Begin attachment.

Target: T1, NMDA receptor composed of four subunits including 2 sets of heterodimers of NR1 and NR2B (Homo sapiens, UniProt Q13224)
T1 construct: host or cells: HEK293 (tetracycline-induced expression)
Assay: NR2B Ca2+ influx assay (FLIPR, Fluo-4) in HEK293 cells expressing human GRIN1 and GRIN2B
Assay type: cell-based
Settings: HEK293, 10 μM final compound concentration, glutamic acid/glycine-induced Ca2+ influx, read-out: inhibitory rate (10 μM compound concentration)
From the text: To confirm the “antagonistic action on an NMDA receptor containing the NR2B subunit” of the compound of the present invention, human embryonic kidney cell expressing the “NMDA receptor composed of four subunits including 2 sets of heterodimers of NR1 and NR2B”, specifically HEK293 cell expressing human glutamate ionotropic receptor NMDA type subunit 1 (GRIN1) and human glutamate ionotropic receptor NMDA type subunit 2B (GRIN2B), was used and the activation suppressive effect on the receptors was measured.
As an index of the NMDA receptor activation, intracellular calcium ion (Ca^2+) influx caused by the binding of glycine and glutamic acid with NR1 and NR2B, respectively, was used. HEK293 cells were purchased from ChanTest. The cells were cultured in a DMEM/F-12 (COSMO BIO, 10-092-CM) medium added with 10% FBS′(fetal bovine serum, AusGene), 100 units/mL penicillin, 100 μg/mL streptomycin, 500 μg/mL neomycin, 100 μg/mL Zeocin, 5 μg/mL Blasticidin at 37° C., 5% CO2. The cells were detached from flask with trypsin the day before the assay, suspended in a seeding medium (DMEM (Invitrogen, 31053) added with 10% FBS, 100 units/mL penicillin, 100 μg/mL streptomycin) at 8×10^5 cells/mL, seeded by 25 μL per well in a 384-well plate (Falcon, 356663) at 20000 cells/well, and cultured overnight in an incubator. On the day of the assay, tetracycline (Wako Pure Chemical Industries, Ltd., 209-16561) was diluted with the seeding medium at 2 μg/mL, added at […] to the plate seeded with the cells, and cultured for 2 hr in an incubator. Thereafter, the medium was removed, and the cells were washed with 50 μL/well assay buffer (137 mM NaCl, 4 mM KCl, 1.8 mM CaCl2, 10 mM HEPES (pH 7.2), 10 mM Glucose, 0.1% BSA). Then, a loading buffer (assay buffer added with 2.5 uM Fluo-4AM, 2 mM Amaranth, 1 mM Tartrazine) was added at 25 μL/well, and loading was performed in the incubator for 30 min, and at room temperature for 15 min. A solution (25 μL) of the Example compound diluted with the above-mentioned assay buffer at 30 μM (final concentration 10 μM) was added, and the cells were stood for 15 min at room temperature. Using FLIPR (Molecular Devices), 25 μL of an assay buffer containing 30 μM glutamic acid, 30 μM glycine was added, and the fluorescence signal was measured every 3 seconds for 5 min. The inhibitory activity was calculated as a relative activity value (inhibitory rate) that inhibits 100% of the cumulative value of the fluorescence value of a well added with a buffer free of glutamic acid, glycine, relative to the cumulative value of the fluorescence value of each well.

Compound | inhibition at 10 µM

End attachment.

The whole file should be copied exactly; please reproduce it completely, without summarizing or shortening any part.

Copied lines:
Target: T1, NMDA receptor composed of four subunits including 2 sets of heterodimers of NR1 and NR2B (Homo sapiens, UniProt Q13224)
T1 construct: host or cells: HEK293 (tetracycline-induced expression)
Assay: NR2B Ca2+ influx assay (FLIPR, Fluo-4) in HEK293 cells expressing human GRIN1 and GRIN2B
Assay type: cell-based
Settings: HEK293, 10 μM final compound concentration, glutamic acid/glycine-induced Ca2+ influx, read-out: inhibitory rate (10 μM compound concentration)
From the text: To confirm the “antagonistic action on an NMDA receptor containing the NR2B subunit” of the compound of the present invention, human embryonic kidney cell expressing the “NMDA receptor composed of four subunits including 2 sets of heterodimers of NR1 and NR2B”, specifically HEK293 cell expressing human glutamate ionotropic receptor NMDA type subunit 1 (GRIN1) and human glutamate ionotropic receptor NMDA type subunit 2B (GRIN2B), was used and the activation suppressive effect on the receptors was measured.
As an index of the NMDA receptor activation, intracellular calcium ion (Ca^2+) influx caused by the binding of glycine and glutamic acid with NR1 and NR2B, respectively, was used. HEK293 cells were purchased from ChanTest. The cells were cultured in a DMEM/F-12 (COSMO BIO, 10-092-CM) medium added with 10% FBS′(fetal bovine serum, AusGene), 100 units/mL penicillin, 100 μg/mL streptomycin, 500 μg/mL neomycin, 100 μg/mL Zeocin, 5 μg/mL Blasticidin at 37° C., 5% CO2. The cells were detached from flask with trypsin the day before the assay, suspended in a seeding medium (DMEM (Invitrogen, 31053) added with 10% FBS, 100 units/mL penicillin, 100 μg/mL streptomycin) at 8×10^5 cells/mL, seeded by 25 μL per well in a 384-well plate (Falcon, 356663) at 20000 cells/well, and cultured overnight in an incubator. On the day of the assay, tetracycline (Wako Pure Chemical Industries, Ltd., 209-16561) was diluted with the seeding medium at 2 μg/mL, added at […] to the plate seeded with the cells, and cultured for 2 hr in an incubator. Thereafter, the medium was removed, and the cells were washed with 50 μL/well assay buffer (137 mM NaCl, 4 mM KCl, 1.8 mM CaCl2, 10 mM HEPES (pH 7.2), 10 mM Glucose, 0.1% BSA). Then, a loading buffer (assay buffer added with 2.5 uM Fluo-4AM, 2 mM Amaranth, 1 mM Tartrazine) was added at 25 μL/well, and loading was performed in the incubator for 30 min, and at room temperature for 15 min. A solution (25 μL) of the Example compound diluted with the above-mentioned assay buffer at 30 μM (final concentration 10 μM) was added, and the cells were stood for 15 min at room temperature. Using FLIPR (Molecular Devices), 25 μL of an assay buffer containing 30 μM glutamic acid, 30 μM glycine was added, and the fluorescence signal was measured every 3 seconds for 5 min. The inhibitory activity was calculated as a relative activity value (inhibitory rate) that inhibits 100% of the cumulative value of the fluorescence value of a well added with a buffer free of glutamic acid, glycine, relative to the cumulative value of the fluorescence value of each well.

Compound | inhibition at 10 µM